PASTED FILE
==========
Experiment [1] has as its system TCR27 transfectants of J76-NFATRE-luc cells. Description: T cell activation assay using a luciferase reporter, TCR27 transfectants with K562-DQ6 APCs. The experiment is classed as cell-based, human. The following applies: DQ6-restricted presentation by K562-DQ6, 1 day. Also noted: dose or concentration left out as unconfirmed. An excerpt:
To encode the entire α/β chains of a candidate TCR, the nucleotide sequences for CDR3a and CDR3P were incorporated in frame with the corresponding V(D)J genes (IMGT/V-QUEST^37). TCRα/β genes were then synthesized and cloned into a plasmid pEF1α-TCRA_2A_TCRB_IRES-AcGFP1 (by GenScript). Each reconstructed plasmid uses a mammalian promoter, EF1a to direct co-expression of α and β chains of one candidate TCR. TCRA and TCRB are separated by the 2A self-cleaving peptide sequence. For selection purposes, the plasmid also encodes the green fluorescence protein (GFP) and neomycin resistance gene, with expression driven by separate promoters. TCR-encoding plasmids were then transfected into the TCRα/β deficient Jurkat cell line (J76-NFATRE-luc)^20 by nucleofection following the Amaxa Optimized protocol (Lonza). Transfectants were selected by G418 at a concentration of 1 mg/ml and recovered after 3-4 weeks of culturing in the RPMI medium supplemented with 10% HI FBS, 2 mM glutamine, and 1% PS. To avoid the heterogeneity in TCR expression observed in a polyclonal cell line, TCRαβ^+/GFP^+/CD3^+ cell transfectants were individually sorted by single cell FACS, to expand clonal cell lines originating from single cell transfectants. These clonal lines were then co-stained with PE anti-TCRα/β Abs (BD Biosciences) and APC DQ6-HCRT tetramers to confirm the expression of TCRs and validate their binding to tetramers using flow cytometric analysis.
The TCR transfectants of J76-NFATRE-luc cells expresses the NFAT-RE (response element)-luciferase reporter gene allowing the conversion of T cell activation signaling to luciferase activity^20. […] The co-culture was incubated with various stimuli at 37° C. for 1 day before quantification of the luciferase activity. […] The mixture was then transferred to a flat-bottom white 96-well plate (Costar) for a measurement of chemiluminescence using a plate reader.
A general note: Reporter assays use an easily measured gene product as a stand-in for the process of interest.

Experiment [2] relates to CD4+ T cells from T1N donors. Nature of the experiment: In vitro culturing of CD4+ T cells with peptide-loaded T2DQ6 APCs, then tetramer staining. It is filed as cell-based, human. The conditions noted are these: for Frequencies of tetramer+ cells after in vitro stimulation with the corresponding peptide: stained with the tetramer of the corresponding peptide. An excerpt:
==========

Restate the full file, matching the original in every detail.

Experiment [1] has as its system TCR27 transfectants of J76-NFATRE-luc cells. Description: T cell activation assay using a luciferase reporter, TCR27 transfectants with K562-DQ6 APCs. The experiment is classed as cell-based, human. The following applies: DQ6-restricted presentation by K562-DQ6, 1 day. Also noted: dose or concentration left out as unconfirmed. An excerpt:
To encode the entire α/β chains of a candidate TCR, the nucleotide sequences for CDR3a and CDR3P were incorporated in frame with the corresponding V(D)J genes (IMGT/V-QUEST^37). TCRα/β genes were then synthesized and cloned into a plasmid pEF1α-TCRA_2A_TCRB_IRES-AcGFP1 (by GenScript). Each reconstructed plasmid uses a mammalian promoter, EF1a to direct co-expression of α and β chains of one candidate TCR. TCRA and TCRB are separated by the 2A self-cleaving peptide sequence. For selection purposes, the plasmid also encodes the green fluorescence protein (GFP) and neomycin resistance gene, with expression driven by separate promoters. TCR-encoding plasmids were then transfected into the TCRα/β deficient Jurkat cell line (J76-NFATRE-luc)^20 by nucleofection following the Amaxa Optimized protocol (Lonza). Transfectants were selected by G418 at a concentration of 1 mg/ml and recovered after 3-4 weeks of culturing in the RPMI medium supplemented with 10% HI FBS, 2 mM glutamine, and 1% PS. To avoid the heterogeneity in TCR expression observed in a polyclonal cell line, TCRαβ^+/GFP^+/CD3^+ cell transfectants were individually sorted by single cell FACS, to expand clonal cell lines originating from single cell transfectants. These clonal lines were then co-stained with PE anti-TCRα/β Abs (BD Biosciences) and APC DQ6-HCRT tetramers to confirm the expression of TCRs and validate their binding to tetramers using flow cytometric analysis.
The TCR transfectants of J76-NFATRE-luc cells expresses the NFAT-RE (response element)-luciferase reporter gene allowing the conversion of T cell activation signaling to luciferase activity^20. […] The co-culture was incubated with various stimuli at 37° C. for 1 day before quantification of the luciferase activity. […] The mixture was then transferred to a flat-bottom white 96-well plate (Costar) for a measurement of chemiluminescence using a plate reader.
A general note: Reporter assays use an easily measured gene product as a stand-in for the process of interest.

Experiment [2] relates to CD4+ T cells from T1N donors. Nature of the experiment: In vitro culturing of CD4+ T cells with peptide-loaded T2DQ6 APCs, then tetramer staining. It is filed as cell-based, human. The conditions noted are these: for Frequencies of tetramer+ cells after in vitro stimulation with the corresponding peptide: stained with the tetramer of the corresponding peptide. An excerpt: